TAMPA, November 16, 2012 – Dear President Obama,
Push may be coming to shove in Israel. There is only so long that one side can tolerate rockets being fired into its territory and the other can tolerate living under martial law imposed by a foreign power. The whole world hopes for a diplomatic solution, but one side or both may insist upon war.
If it comes to that, then you will face the biggest test of your presidency. Under enormous pressure to do otherwise, the right decision will be to do nothing.
For now, the U.S. can declare victory in Afghanistan and withdraw and only good can come of that. What we cannot afford, economically or from a national security standpoint is to go right back into the Middle East, this time with world war a very real possibility.
There is already some speculation that a major offensive by Israel into Gaza may merely be a warm-up for a war with Iran. That may or may not be the Israeli government’s intention, but no rational person can deny that the situation has enormous potential to go there. At that point, it will be more important than ever to adopt the foreign policy that 24 consecutive U.S. presidents said was what made our nation wealthy and powerful: nonintervention.
U.S. citizens have been badgered for a decade with the tired argument that history has taught us not to “appease” a dictator. First Saddam Hussein and now Mahmoud Ahmadinejad have been the latest Hitler. Appease them, we are told, and they will not stop until they take over the world. Of course, no one stops to ask the obvious question: With what?
Let’s talk about Hitler and what we learned from history. Chamberlain’s infamous agreement is rather late in the game to pick up the story. Let’s rewind back to Hitler’s rise to power. It could never have happened without the economic hardship Germans suffered as a result of the Treaty of Versailles. That one-sided treaty would never have been signed had the U.S. not entered WWI and turned a stalemate that all countries wanted a way out of into a decisive Allied victory.
Sound familiar? It should, although there is a major difference here. Any war between Israel and either the Palestinians or Iranians – or even both of them together – would not be a stalemate. It would be a decisive Israeli victory that might lead to a lasting peace, if all of the players understand that they are on their own.
President Woodrow Wilson had run and been elected on his promise to “keep America out of the war.” Then he did everything he could to get America into it. The war gave Wilson an excuse to destroy the free enterprise system (which you have said is “the genius of America”). It gave him an excuse to stifle free speech, lock up dissenters, and destroy the Bill of Rights. Look around at America over the past ten years. This should all sound familiar, too.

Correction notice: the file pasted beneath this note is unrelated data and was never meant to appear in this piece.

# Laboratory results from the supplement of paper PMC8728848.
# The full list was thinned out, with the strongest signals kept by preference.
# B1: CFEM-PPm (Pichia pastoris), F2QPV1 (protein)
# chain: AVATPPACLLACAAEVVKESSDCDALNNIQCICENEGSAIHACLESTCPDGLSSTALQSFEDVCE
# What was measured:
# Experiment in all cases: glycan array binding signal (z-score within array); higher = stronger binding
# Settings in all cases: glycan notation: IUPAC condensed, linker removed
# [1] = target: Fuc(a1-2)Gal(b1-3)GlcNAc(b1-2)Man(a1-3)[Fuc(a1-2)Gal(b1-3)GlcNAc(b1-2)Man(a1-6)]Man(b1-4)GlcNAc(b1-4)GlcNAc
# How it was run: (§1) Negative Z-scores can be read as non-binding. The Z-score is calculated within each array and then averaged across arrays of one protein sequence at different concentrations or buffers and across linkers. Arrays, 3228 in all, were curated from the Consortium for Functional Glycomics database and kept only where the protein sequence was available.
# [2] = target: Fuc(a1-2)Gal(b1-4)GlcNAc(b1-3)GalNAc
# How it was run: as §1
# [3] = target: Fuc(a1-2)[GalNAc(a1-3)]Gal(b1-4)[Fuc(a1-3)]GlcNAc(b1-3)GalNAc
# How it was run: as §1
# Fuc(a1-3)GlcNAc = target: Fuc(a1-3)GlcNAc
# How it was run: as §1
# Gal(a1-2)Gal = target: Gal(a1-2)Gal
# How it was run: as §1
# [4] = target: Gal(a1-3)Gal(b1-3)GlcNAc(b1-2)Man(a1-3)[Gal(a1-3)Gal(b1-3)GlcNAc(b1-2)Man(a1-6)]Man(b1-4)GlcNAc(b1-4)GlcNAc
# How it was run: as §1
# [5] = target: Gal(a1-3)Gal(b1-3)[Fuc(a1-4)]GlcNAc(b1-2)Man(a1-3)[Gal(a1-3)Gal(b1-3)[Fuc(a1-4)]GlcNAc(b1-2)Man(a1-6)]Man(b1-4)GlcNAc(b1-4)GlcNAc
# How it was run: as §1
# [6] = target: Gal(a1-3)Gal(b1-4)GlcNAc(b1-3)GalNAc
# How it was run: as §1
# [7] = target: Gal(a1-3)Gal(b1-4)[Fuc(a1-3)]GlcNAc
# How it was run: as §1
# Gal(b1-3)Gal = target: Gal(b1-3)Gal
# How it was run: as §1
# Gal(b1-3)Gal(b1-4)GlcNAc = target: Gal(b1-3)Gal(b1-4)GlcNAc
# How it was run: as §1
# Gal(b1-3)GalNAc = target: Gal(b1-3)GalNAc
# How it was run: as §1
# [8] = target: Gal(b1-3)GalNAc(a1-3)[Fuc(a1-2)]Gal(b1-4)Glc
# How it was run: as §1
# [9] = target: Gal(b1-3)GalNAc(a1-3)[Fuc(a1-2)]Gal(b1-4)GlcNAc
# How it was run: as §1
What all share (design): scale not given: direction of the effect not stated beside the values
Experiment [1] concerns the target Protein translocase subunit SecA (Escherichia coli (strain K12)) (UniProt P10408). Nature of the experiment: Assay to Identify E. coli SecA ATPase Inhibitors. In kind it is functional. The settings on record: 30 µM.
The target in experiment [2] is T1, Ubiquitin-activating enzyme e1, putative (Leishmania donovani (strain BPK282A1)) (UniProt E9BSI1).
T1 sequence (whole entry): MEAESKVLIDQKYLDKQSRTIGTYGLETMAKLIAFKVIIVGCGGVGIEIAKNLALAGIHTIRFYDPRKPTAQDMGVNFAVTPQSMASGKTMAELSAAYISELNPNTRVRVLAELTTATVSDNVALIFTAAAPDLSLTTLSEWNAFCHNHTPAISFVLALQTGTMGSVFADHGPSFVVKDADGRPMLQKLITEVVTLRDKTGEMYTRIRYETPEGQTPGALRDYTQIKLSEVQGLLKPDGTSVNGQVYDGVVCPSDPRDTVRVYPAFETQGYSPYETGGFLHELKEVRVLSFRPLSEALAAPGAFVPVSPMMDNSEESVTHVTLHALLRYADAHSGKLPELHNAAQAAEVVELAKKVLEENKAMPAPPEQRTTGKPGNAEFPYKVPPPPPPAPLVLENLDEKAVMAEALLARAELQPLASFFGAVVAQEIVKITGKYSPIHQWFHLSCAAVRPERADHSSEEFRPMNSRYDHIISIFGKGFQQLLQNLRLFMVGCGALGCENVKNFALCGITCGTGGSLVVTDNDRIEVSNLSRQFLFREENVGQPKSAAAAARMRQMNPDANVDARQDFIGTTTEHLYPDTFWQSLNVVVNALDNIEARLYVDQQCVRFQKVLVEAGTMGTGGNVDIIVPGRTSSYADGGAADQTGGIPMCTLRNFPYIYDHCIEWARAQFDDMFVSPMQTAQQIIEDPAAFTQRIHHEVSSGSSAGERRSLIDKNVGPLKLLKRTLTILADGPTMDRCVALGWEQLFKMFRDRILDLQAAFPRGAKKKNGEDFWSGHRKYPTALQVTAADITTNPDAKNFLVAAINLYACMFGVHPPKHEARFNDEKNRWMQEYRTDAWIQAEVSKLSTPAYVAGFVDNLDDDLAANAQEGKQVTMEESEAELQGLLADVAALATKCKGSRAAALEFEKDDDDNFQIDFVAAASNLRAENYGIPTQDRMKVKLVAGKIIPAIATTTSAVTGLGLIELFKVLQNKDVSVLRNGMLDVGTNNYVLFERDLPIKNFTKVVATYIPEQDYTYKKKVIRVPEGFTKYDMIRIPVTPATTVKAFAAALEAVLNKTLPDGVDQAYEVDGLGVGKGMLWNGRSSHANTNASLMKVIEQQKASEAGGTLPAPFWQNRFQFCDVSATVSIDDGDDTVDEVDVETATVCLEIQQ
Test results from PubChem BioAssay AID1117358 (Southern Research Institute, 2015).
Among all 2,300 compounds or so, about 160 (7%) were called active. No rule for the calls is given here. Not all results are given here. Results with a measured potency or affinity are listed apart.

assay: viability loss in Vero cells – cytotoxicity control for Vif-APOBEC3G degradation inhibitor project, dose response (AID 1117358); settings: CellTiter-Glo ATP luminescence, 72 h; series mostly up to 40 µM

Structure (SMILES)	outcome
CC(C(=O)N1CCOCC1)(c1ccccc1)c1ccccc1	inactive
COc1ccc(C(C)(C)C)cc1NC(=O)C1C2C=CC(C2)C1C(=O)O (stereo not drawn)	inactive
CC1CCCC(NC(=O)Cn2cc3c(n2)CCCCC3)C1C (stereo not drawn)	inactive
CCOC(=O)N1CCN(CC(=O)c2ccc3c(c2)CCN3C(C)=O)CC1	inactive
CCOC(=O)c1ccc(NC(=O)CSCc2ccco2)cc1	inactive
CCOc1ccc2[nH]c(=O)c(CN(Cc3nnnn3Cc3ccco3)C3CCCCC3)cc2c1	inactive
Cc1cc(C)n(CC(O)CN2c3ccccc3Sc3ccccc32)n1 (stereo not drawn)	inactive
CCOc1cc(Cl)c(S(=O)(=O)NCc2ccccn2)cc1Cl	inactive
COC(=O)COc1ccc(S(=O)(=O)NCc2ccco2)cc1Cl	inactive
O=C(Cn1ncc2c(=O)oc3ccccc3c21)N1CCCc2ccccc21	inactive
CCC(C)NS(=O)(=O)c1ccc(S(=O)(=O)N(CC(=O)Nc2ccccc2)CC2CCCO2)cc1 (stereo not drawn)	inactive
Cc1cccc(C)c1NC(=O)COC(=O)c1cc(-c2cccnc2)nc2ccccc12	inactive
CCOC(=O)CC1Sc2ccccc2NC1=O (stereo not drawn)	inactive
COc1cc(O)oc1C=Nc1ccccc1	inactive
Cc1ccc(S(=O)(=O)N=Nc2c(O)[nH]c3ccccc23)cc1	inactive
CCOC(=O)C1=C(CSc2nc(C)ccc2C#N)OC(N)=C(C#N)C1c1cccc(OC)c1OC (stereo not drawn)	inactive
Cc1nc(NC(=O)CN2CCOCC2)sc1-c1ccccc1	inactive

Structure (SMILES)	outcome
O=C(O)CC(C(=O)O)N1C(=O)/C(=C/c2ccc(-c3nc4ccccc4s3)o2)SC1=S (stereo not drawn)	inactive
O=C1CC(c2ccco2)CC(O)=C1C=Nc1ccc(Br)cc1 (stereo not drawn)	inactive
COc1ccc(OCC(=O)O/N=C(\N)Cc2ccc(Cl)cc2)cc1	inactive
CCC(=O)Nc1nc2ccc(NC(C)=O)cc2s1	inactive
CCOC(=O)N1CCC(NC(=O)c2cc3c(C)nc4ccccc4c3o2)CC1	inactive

However, the biggest cost of Wilson’s decision to intervene was undoubtedly the next war. Had the European powers been forced to end their stalemate with a treaty that didn’t absolutely crush Germany, there would have been no Hitler. There is a good chance that there would have been no WWII.
If the Israeli-Palestinian conflict erupts into a full scale war and somehow that results in war between Israel and Iran, Israel will win it decisively without our help. If the U.S. decides to jump in on Israel’s side, then that will force the hand of Iran’s most powerful ally, China. Think Serbia-Austria circa 1914 and do the math. We can’t afford it, in blood or treasure.
Not only is the potential for world war a distinct possibility, but even if China showed restraint when the U.S. hadn’t, the results of U.S. intervention would be disastrous. If Iran loses to Israel in some semblance of a fair fight, previous U.S. aid to Israel notwithstanding, Iran may be able to surrender with some dignity and accept equitable terms for peace.
On the other hand, if the U.S. jumps in to ensure that Iran is absolutely crushed, “Carthaginian-style,” then defeat will never be accepted. Iran and the rest of the Muslim world would see it as a western superpower intervening to destroy a vastly overmatched minor power and they would be right. Hatred of the U.S. would persist, with the more radical elements looking for opportunities to bleed the giant with terrorist attacks.
Upon taking office during the financial crisis you inherited, you said that you would consider any ideas to solve the problem, regardless of whether put forth by Democrats or Republicans. The only course of action that you said you would not consider was “to do nothing.”
Don’t make that mistake again.
Tom Mullen is the author of A Return to Common Sense: Reawakening Liberty in the Inhabitants of America.
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